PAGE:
Monday, August 31, 2009
Saturday, August 29, 2009
And yet, here we go again:
Monday night we had finished dinner and Jason was attempting to clean Audrey's hands with a dishcloth. Audrey was trying to wiggle out of her chair while hiding her hands. Jason explained that in order to get out of her chair she had to have her hands cleaned. Then he said, "You have to think about these things. You need to use this," as he pointed at her head.
She looked at him oddly and said, "My boo-boo?"
Part of our day on Monday was spent taking a walk, during which we passed a Dachshund and Audrey commented, "That dog is little like a mouse."
We also played with alphabet puzzles that day. I have tried to point out the letters on the puzzles before, but didn't think that Audrey was interested. I was a bit stunned when she pointed to the letter beside a picture of a cat and said, "That's a C." I was even more impressed when she pointed to the letter beside an octopus and said, "That's an O."
Excited about this new skill, I pointed to the puzzle piece featuring a rabbit and the letter "R." "What is that?" I asked, pointing to the letter.
"That's a letter," she said. I can't really argue with that.
On Tuesday, Jason was in the office when Audrey asked about his whereabouts. "He's in the office," I said. Audrey looked at the room we were in, waved her arm around in it in a circular motion and asked, "What is this?"
"This is the family room," I said.
"Like in the movies?" she asked. I'm just as curious as you are, what movies has she been watching?
Tuesday night, while on a walk with my friend, Jill, Audrey asked, "Does Jill like honey?" Followed with, "Pooh likes honey." Maybe Pooh has a family room, too.
Wednesday, while recounting a tale from earlier in the week, Audrey asked, "Did I talk backward?" Translation: Did I talk back to you.
Thursday night I had to attend a meeting, so Audrey had a date night with her Dad, running around the backyard and playing with blocks. On Friday morning she was still feeling the glow from her Daddy/daughter night. When I came to get her out of her room she asked (very politely) for me to leave. Then she called for her Dad to come get her. I came back in and explained that he had already left for work. Then I asked if she wanted to get changed out of her pajamas and take the dog for a walk. While she wanted to walk Emmy, she did not want to be taken out of her pajamas, "My Daddy put them on," she said.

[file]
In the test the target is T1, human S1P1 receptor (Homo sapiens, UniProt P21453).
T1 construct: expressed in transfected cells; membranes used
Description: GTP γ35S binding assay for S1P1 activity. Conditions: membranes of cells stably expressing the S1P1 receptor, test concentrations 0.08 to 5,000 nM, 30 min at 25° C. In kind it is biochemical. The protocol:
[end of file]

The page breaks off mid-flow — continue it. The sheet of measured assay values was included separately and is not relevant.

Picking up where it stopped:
We have been enjoying a productive, and yet somehow still restful weekend. We hope you've been doing the same. And while I'm not quite ready to plow on into another week, I can't wait to see just what Audrey will come up with next.
Thursday, August 27, 2009
Wednesday, August 26, 2009
Last night, we savored summer right into the evening by sharing a picnic with one of my dearest childhood friends. Our table was bright with the colors of summer and a Caprese Salad with cherry tomatoes fresh from the garden. The playground, just steps away, burst with shouts from children stretching their daylight as far as it would go. Audrey, like any child - more intent on the playground than her plate, joined them, throwing off her shoes as she ran as if a symbol of her liberation. Then it was off for another summer walk, this one under the moon and through the trees. And we all stayed up a little past our bedtime, which is what summer is all about.
Tuesday, August 25, 2009
Monday, August 24, 2009
We had a tease of Fall this weekend: temperatures cool enough to inspire thoughts of roasted turkeys. (Of course, it doesn't take much to inspire that sort of mood in this house - a good sale at the grocery store can get us down-right nostalgic for Thanksgiving). Having happened upon quite the sale (and my husband being quite the bird roaster) we celebrated the fleetingly cool weekend in style. Jason requested dinner rolls.
Luckily, my grandmother was a yeast roll-extraordinaire. She made at least three pans of them for every family holiday. By hand. She also raised four children, became a nurse when most adults opt for a mid-life crisis, sewed her granddaughters' prom dresses, and leapt tall buildings in a single bound. (I am sure her children could tell you tales of the time she forgot to pack their school lunches or almost left one of them at the store, but I had the luxury of being her granddaughter and she never made any mistakes with me).
I don't have grandma's Wonder Mama cape, but I do have her recipe, a bread machine, and her nose (whether this helps in the kitchen, I don't know). A little bit of tinkering with the bread machine and her recipe and I've come up with this:
Grandma's Bread Machine Yeast Rolls:
Put the following ingredients into your bread machine basket in this order:
1 3/4 c. lukewarm water
3 1/2 c. flour
5 tsp. sugar
1 Tbsp. salt
1/3 c. plus half of 1/3 c. dry milk
1 1/2 Tbsp. butter cut into small chunks
2 1/4 tsp. (or one packet) dry yeast